Where did Hallowe'en come from? Here is a guest post from my homeschooling friend Judith Mathieu-Conley on the Catholic origins of Hallowe'en. Before I reverted to the Catholic faith, I used to cringe thinking about Hallowe'en. But when I think of the gargoyles on the Cathedrals in Europe, and imagesthroughout art of purgatory, hell and the suffering and martyrdom of thesaints, I know the Catholic faith is not one made of cringing andsqueamish people. We are strong warriors for Christ, and church onSunday is not a nicety, but a sacrifice, a battle meeting in the service of our King. We, as Christians, put on the whole armor of God. The veil is headgear, the rosary a lethal weapon -- for salvation, and not for death. It is a mother, Our Lady, who crushes the head of the serpent called Lucifer, and it is a woman, whom he approached first to destroy.We are powerful in Christ.After reverting, I learned to see Halloween differently. We Catholics have the Church triumphant and the church militant and the church suffering -- we have the saints, and the souls in Purgatory -- but the Protestants and the pagans can only see Halloween through a prism which only features death, and evil, and not the victory and resurrection; whereas, we Catholics, we have the Communion of Saints, and death has lost its sting, and the victory of Our Lord -- the Kingdom of Heaven -- is truly with us. So, as I grew to understand my faith, I realized that of course worldlings and Protestants would see Halloween as all "Friday 13th", and witches, goblins, and the denizens of evil and hell, mischief and merry-making. Or, as a "kids" fun celebration with policemen, firemen, ballerinas, and other outfits, or as an "adults" chance to be naughty or witty or mocking with various costumes -- some political, some bawdy, all varieties -- and that often reference popular cultureicons, to celebrate or bash.But we Catholics, from wise Mother Church, have the full dimension of All Hallows Eve. We have the Communion of Saints, we have the Souls in Purgatory, we have Christ with us through the valley of the shadow of death. We see the parade of all these images in the context of the fuller reality of the last four things -- death, judgment, heaven, hell.It is THIS that we ought to point out to our children. Especially the last four things. Because that is what these days around Hallows Eve is all about, as the vigil of All Saints, and then followed by All Souls.The evil that we witness is but the result of what parades on Halloween -- the envy of Satan, the fall of man, the fallen angels, the groaning of all creations, death and pain, the fury of the evil ones against God and Christ's cross and triumphs. But even according to the Bible, the"mummies" were present just after Christ's crucifixion, coming out of the tombs raised from the dead, walking around still wrapped in burial cloths. Even the witches are only witches in reference to their rebellion against God's authority.We do not celebrate the evil, but we need not FEAR it.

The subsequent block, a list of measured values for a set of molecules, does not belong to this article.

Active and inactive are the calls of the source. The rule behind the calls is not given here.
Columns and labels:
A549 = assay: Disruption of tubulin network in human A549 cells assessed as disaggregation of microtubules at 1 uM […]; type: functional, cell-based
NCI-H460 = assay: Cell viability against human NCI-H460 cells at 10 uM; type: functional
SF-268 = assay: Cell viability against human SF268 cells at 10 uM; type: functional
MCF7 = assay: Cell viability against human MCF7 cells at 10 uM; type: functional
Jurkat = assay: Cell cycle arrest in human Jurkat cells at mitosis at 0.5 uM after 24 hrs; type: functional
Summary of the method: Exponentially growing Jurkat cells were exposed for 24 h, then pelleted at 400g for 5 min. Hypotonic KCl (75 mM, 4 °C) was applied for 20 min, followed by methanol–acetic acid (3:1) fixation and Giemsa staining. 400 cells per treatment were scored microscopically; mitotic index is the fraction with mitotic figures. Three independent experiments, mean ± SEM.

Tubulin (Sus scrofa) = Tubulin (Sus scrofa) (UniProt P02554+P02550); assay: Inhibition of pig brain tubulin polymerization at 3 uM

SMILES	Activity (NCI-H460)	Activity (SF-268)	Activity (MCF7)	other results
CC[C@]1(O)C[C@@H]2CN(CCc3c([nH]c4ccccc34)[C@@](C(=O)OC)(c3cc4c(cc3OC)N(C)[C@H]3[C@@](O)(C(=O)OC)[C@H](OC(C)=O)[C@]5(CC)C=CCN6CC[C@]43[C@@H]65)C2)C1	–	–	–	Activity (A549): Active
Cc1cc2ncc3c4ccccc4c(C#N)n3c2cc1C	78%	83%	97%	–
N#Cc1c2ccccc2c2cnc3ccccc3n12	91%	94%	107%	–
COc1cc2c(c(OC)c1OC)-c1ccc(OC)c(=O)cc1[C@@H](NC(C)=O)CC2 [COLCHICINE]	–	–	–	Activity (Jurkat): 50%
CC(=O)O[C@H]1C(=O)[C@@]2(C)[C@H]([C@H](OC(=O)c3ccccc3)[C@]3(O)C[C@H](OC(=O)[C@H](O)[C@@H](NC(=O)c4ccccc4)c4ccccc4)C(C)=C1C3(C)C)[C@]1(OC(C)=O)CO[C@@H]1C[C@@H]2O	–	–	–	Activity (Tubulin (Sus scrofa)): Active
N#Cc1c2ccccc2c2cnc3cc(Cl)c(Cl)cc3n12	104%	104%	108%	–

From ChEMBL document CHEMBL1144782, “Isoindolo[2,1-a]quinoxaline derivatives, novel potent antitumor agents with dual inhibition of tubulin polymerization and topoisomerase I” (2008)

Christ has power over the fallen angels, over death, over pain. For fear, we need only the strong antidote of the Catholic reality, which is the fullness of the truth, which is love, which is Christ's sacrifice. We need to take this day to reinforce to ourselves and our children to FEAR only God. We are not to fear evil (especially on this day where fear is the product advertised or induced rampantly)for H e that is in us is stronger than he that is in the world. Fear Not! as the angels say. Fear Not! as Our Lord says.
Anyway, when you think about it, every day is a Halloween, but it is paraded and made more evident on October 31st. Every Day there is the reality of the bloodied unborn babe, the real-life ghouls stealing souls and breaking lives, the walking dead, the worshippers of idols and thosein the thrall of Satan. And Every Day there is death, or the close possibility of death. But Every Day is the parade of saints, the church militant, the Church Triumphant who are our cloud of witnesses surrounding us, the daily rejoicing of angels over the conversion of even one sinner, the blood of the martyrs, the blood of Christ covering our sins, the Holy Sacrifice of the Mass being offered daily all over the world. And every day there is life eternal awaiting us: heaven after the final purification of purgatory, or hell. The Bible says "Teach us to number our days aright."
Here is a good website which I just found, Women for Faith and Family, with more information about Halloween: with ideas for how to deal with Halloween and ideas for what to do. Here's an excerpt:"The word Hallowe'en itself is a contraction of "Hallowed evening". Hallowed is an old English word for "holy" — as in "Hallowed be Thy Name", in the Lord's Prayer.Why is this evening "hallowed"? Because is is the eve of the Feast of All Saints — which used to be called All Hallows. Like Christmas Eve and New Year's Eve, and the Easter Vigil, the Church's celebration of her greatest feasts begins the evening before. (This follows the ancient Jewish practice of beginning the celebration of the Sabbath at sundown on Friday evening.)
We need to begin to re-Christianize or re-Catholicize Hallowe'en by repairing the broken link to its Christian meaning and significance. We need to reattach it to All Saints Day — and to All Souls Day, for it is only in relation to this that we can understand the original and truesignificance of the "hallowed eve". " HT Helen Hull Hitchcock on Women for Faith and Family. In the United Hearts of Jesus and Mary, Judith